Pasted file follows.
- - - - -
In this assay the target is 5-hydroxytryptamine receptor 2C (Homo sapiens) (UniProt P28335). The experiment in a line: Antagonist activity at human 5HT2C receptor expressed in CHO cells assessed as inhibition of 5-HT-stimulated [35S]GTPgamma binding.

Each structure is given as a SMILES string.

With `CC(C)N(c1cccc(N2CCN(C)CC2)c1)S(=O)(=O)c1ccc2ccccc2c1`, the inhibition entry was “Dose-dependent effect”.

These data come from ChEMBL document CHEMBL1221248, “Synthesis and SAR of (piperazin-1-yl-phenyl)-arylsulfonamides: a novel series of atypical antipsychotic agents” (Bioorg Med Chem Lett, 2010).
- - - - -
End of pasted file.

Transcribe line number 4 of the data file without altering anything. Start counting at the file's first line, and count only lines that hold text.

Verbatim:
These data come from ChEMBL document CHEMBL1221248, “Synthesis and SAR of (piperazin-1-yl-phenyl)-arylsulfonamides: a novel series of atypical antipsychotic agents” (Bioorg Med Chem Lett, 2010).